Description : Intended to celebrate the 70th birthday of the distinguished historian, Lawrence Stone, these essays owe much to his influence. There are also four appreciations by friends and colleagues from Oxford and Princeton and a little-known autobiographical piece by Lawrence Stone himself.
Description : This book makes a comprehensive reassessment of the relationship between Enlightenment and religion in England. The debate about an 'English' Enlightenment has centred on the role of religion, especially the relationship between the established Anglican Church and the dissenting confessions. It has long been accepted that liberal, rational dissenters developed an Enlightenment agenda, but most literature on this topic is quite out of date. These interdisciplinary essays provide a fresh analysis of rational dissent within English Enlightenment culture. Equally, they contribute to the debate over eighteenth-century religion and its social, political and intellectual meaning, focusing on the Irish and Scottish contributions to English dissent. Its wide perspective and research make Enlightenment and Religion an important and original contribution to eighteenth-century studies.
Description : The eighteenth century represents a critical period in the transition of the English urban history, as the town of the early modern era involved into that of the industrial revolution; and since Britain was the 'first industrial nation', this transformation is of more-than-national significance for all those interested in the histroy of towns. This book gathers together in one volume some of the most interesting and important articles that have appeared in research journals to provide a rich variety of perspectives on urban evelopment in the period.
Description : In 1780 Richard Sheridan noted that merchants worked 'merely for money'. However, rather than being a criticism, this was recognition of the important commercial role that merchants played in the British empire at this time. Of course, merchants desired and often made profits, but they were strictly bound by commonly-understood socio-cultural norms which formed a private-order institution of a robust business culture. In order to elucidate this business culture, this book examines the themes of risk, trust, reputation, obligation, networks and crises to demonstrate how contemporary merchants perceived and dealt with one another and managed their businesses. Merchants were able to take risks and build trust, but concerns about reputation and fulfilling obligations constrained economic opportunism. By relating these themes to an array of primary sources from ports around the British-Atlantic world, this book provides a more nuanced understanding of business culture during this period. A theme which runs throughout the book is the mercantile community as a whole and its relationship with the state. This was an important element in the British business culture of this period, although this relationship came under stress towards the end of period, forming a crisis in itself. This book argues that the business culture of the British-Atlantic mercantile community not only facilitated the conduct of day-to-day business, but also helped it to cope with short-term crises and long-term changes. This facilitated the success of the British-Atlantic economy even within the context of changing geo-politics and an under-institutionalised environment. Not working 'merely for money' was a successful business model.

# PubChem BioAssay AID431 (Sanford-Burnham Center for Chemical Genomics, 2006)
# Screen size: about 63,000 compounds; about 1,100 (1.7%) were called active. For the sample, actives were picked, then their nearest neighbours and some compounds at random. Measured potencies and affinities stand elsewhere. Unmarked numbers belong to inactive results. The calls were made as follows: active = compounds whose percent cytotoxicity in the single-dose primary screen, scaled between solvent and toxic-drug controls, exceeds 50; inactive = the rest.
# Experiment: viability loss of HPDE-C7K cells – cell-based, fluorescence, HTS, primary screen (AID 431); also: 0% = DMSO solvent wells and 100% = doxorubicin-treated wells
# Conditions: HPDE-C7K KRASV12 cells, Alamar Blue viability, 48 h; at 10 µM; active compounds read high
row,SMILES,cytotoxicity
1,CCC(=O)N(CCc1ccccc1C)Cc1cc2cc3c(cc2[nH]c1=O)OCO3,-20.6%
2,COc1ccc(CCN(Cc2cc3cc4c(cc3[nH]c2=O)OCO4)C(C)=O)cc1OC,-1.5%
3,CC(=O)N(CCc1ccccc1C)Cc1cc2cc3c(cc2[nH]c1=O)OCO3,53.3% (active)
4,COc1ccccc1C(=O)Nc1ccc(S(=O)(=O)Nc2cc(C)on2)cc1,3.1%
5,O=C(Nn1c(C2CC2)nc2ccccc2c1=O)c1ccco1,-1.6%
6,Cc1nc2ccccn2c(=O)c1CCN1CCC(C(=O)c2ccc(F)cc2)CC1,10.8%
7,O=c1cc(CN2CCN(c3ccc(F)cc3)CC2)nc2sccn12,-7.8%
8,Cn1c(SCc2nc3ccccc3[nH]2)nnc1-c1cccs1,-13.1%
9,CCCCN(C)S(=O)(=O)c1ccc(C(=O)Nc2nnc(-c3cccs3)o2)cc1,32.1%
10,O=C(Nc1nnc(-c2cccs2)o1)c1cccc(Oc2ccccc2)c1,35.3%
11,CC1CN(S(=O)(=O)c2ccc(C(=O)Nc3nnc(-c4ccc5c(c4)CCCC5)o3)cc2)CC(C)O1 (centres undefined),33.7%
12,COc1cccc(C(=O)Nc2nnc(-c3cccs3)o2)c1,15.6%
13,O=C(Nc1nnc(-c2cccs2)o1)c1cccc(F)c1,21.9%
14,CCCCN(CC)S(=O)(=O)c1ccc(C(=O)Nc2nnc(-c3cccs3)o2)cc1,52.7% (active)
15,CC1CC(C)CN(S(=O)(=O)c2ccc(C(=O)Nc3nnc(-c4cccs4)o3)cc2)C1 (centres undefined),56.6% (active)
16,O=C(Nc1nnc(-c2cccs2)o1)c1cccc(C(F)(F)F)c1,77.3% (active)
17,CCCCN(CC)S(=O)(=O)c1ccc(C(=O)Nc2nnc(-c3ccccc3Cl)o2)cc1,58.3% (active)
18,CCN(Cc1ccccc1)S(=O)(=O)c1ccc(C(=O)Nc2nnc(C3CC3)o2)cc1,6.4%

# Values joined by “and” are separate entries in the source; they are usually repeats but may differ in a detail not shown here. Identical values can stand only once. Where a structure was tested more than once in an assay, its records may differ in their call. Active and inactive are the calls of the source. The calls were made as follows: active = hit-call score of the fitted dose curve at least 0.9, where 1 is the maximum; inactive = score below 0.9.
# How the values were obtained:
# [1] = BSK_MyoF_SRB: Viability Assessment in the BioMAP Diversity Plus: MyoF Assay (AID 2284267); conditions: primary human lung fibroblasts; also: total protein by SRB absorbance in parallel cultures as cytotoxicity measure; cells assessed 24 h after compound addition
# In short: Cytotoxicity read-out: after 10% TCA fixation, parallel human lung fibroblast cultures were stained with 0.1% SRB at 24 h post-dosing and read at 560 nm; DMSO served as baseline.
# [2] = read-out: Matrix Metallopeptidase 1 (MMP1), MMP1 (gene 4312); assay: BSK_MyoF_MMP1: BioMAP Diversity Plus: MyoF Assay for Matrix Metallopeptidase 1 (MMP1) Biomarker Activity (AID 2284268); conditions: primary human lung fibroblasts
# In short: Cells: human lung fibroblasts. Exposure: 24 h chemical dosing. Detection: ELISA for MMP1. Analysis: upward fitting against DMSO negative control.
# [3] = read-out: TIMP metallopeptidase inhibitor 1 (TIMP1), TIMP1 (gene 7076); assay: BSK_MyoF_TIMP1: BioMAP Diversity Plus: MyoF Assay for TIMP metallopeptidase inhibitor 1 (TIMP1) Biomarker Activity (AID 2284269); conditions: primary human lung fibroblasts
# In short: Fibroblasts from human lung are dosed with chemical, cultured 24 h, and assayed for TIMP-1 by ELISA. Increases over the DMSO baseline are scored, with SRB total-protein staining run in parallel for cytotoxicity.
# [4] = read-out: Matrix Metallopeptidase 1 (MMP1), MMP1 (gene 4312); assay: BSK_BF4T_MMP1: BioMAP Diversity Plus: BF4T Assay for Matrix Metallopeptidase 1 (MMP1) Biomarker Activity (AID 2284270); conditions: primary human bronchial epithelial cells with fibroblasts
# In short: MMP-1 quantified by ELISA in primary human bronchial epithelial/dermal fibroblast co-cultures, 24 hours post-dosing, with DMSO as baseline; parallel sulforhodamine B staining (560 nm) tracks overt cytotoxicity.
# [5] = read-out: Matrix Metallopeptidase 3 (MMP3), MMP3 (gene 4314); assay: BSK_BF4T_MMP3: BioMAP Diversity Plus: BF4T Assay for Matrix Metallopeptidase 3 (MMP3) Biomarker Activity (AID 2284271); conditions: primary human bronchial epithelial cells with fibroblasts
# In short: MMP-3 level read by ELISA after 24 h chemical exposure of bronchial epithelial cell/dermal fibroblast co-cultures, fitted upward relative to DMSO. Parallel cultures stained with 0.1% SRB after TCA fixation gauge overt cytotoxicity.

Description : Smail argues that a group's class identity depends on a culture that its members share, one that encompasses economic, social, and political factors in a common worldview. He traces the emergence of an increasingly prosperous manufacturing and middle-class elite in Halifax when large-scale and capitalistic textile operations began to undercut the small-scale, independent clothiers and yeomen. The new manufacturers and the elite professionals associated with them, he shows, became involved in distinctive economic forms and relationships of capitalistic production. They developed their own attitudes toward credit, investment, and money, with a distinctive consumer orientation toward a whole range of luxury items and fashionable goods